Chip giant Intel (Nasdaq: INTC) is working up a new way to double-dip into system sales.

Reports from Engadget that lead back to an official Intel site point out that certain systems built around a specific Intel processor can now be upgraded by means of a software download. The chips ship with some features disabled, but a $50 upgrade card bought in retail stores can enable the missing goodies again. This program is currently in an early testing phase that includes stores in Canada, the Netherlands, Spain, and has been spotted at a handful of Best Buy (NYSE: BBY) stores right here at home.

Chips with disabled features are commonplace; Intel, Advanced Micro Devices (NYSE: AMD), NVIDIA (Nasdaq: NVDA), and other processor wranglers have been "binning" their chips for years. But then we're talking about imperfect chips, where you'd rather sell a lesser version of your product than throw out the whole thing due to manufacturing blips. Here, you have a complete product where some of the functionality will simply cost the end user a little something extra.

From Intel's perspective, this could work out nicely. Assuming that the average computer buyer at Best Buy and other mass-market consumer outlets aren't of the hardcore chip enthusiast ilk (because people like that generally buy their hardware elsewhere), this strategy lets Intel dump unsold chips to system builder partners at a lower price point -- and then make up the difference with an aftermarket upgrade.

If the tests turn out to Intel's liking, I wouldn't be surprised to see "package deals" with a computer plus upgrade card popping up like dollar weeds across the retail landscape. The first systems compatible with the cards come from Acer subsidiary Gateway, but Dell (Nasdaq: DELL) and Hewlett-Packard (NYSE: HPQ) and everybody else would probably be quick to secure low-cost chip supplies while promising high performance after an upgrade.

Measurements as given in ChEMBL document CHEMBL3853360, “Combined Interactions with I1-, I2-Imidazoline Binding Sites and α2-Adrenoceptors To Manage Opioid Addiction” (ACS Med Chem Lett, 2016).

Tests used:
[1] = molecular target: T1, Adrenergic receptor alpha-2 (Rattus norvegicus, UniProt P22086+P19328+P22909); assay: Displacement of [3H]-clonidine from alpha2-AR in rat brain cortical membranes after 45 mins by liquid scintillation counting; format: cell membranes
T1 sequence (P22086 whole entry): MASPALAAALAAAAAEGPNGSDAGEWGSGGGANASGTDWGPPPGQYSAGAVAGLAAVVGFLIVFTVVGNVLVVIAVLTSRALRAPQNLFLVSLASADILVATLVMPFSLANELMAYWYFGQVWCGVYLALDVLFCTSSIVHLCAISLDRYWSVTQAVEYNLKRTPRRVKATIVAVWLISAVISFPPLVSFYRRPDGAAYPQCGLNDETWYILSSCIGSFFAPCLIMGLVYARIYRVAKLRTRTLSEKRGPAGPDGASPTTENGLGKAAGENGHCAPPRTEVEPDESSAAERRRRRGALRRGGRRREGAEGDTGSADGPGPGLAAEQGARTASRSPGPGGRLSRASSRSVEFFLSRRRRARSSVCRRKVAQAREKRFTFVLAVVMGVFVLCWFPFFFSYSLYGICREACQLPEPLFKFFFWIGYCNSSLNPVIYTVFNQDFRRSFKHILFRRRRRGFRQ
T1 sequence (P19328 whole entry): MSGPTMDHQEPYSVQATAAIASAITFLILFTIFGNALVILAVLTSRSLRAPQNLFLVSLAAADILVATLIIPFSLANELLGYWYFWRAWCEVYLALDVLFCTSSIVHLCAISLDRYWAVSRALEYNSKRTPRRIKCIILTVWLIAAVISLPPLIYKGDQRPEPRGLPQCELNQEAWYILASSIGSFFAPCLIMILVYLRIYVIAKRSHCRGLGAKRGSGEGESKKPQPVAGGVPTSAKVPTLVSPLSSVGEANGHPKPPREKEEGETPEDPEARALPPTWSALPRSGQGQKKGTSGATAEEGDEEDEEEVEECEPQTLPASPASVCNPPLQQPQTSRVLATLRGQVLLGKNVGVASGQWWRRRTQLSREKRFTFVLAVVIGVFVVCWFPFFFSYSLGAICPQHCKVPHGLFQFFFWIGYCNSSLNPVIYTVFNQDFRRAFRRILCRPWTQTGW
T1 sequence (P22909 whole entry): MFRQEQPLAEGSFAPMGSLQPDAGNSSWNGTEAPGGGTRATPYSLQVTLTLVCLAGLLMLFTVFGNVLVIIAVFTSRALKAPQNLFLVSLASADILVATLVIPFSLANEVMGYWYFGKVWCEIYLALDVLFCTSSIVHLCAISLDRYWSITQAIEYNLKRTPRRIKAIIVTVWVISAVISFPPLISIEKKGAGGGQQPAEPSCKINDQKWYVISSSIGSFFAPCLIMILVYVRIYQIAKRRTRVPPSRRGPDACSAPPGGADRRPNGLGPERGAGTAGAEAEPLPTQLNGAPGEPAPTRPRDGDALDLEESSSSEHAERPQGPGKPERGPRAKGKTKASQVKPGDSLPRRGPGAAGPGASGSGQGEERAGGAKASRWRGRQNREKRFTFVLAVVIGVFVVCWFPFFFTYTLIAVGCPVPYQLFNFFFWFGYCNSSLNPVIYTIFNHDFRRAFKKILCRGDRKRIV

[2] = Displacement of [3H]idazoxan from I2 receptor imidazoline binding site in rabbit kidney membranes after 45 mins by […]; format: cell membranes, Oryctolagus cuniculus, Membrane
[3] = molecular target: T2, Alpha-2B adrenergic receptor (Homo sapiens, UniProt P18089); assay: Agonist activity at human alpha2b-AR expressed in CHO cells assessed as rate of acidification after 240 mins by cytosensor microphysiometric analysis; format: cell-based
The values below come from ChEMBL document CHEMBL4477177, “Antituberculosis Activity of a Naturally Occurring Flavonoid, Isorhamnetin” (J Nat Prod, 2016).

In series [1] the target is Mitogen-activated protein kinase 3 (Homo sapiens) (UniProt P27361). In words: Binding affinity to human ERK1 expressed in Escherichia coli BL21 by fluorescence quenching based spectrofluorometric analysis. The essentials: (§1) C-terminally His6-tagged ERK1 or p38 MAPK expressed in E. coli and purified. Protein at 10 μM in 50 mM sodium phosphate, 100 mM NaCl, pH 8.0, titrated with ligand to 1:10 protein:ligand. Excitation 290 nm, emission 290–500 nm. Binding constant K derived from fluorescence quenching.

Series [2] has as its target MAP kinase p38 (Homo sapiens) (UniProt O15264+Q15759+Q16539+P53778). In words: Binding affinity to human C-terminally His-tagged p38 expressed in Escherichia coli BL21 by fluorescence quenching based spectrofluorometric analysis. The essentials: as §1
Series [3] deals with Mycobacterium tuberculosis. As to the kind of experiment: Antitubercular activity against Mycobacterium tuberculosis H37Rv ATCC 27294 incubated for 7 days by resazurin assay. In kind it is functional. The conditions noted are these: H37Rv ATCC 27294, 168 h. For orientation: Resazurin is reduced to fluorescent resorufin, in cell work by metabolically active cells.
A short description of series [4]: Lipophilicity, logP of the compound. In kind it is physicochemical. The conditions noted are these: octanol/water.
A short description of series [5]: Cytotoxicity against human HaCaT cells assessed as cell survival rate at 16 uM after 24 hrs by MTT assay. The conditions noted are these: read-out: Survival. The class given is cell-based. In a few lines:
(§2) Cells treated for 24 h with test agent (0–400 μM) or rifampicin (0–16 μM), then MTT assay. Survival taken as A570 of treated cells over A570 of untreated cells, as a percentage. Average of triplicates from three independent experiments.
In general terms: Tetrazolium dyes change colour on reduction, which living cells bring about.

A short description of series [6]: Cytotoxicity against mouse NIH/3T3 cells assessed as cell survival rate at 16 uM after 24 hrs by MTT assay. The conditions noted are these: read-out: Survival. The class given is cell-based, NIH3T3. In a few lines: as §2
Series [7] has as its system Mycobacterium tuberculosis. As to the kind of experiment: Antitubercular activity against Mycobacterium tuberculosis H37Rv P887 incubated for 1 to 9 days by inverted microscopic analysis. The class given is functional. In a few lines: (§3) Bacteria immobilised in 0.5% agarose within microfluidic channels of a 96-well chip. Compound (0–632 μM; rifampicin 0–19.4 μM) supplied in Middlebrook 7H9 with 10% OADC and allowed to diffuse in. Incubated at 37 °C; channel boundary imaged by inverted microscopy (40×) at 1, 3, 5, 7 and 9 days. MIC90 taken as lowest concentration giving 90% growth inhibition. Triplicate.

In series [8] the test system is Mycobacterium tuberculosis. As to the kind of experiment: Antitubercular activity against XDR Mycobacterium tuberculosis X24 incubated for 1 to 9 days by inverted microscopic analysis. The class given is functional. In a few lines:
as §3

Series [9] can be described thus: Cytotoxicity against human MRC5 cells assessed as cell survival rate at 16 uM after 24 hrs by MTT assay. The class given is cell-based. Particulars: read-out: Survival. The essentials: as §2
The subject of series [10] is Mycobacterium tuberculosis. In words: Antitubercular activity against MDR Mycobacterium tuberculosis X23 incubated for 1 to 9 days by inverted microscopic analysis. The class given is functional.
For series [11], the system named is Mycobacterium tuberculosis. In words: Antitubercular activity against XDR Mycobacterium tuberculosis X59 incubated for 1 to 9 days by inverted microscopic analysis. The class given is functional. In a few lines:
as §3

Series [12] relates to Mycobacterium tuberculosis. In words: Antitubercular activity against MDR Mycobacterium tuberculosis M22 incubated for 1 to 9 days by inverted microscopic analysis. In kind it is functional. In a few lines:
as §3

Engadget and other enthusiast sites expect a firestorm of irate backlash, but chances are that this will simply become standard practice in due time. If you want a cheap computer, leave the card on the shelf. For the full experience, you can always go back and upgrade later. Intel gets rid of unwanted inventory, system builders get cheap chips, and consumers get more choice. Everybody wins, even if some of us will complain about it.

Do you agree with my rosy view of the upgrade program or with the angry critics? Either way, start a discussion in the comments below.

Fool contributor Anders Bylund holds no position in any of the companies discussed here. Best Buy and Intel are Motley Fool Inside Value recommendations. Best Buy and NVIDIA are Motley Fool Stock Advisor picks. Motley Fool Options has recommended buying calls on Best Buy. Motley Fool Options has recommended buying calls on Intel. The Fool owns shares of Best Buy and Intel. Try any of our Foolish newsletter services free for 30 days. True to its name, The Motley Fool is made up of a motley assortment of writers and analysts, each with a unique perspective; sometimes we agree, sometimes we disagree, but we all believe in the power of learning from each other through our Foolish community. You can check out Anders' holdings and a concise bio if you like, and The Motley Fool is investors writing for investors.